Growing old fast is a big danger Butler sees in relying too heavily on the free-agency system.

Butler is quick to point out the significant help the team has received from free-agent signees -- players such as Ted Washington, Bryce Paup, Chris Spielman and Sam Gash.

"We have been very fortunate with our free agents," he says.

But the Bills' policy is to be very selective in the free-agent market.

They don't like the danger of overpaying for an unrestricted free agent who does not fit the system of the new club he joins.

"Any time you can re-sign your own, I think you always should try to," Butler said. "When you believe in them and they have performed for you and you know their strengths and weaknesses, why not keep them? It takes money, but you sure know exactly what you're investing in. . . . (In free agency), they may have to step into a different type of scheme, with a different surrounding cast than they may have enjoyed with their former team. And maybe they've got to carry more of a load with their new team."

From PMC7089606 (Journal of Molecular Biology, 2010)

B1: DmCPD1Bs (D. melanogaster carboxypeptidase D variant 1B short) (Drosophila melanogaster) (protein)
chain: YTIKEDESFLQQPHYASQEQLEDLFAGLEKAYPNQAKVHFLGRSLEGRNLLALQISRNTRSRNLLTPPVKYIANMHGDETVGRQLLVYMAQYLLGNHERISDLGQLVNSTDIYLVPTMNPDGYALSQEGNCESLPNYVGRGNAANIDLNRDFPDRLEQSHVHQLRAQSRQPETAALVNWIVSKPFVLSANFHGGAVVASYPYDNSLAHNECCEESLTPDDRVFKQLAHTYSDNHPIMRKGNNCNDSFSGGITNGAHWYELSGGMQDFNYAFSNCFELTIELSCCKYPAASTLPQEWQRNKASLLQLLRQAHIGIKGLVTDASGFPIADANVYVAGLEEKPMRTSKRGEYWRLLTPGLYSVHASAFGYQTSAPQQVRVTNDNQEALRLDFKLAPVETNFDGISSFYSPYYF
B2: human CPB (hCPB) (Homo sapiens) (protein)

Other teams, of course, have succeeded by relying less on the draft.

While Denver's best players have come via the draft, the Broncos will have seven unrestricted free agents starting this year. San Francisco has been more active in free agency than the Bills. The Jets have eight street free agents (not the highly sought unrestricted kind) in their starting lineup.

Kirwan thinks more teams have become more judicious in free agency than the first couple years of the system.

"In the early stages of free agency, when people didn't know what to do with the new system, the Bills had Marv Levy and a solid coaching staff, and they weren't getting fired," Kirwan said. "He knew what he wanted, liked his players, and his players fit his system. So the Bills walked right into the right philosophy for free agency.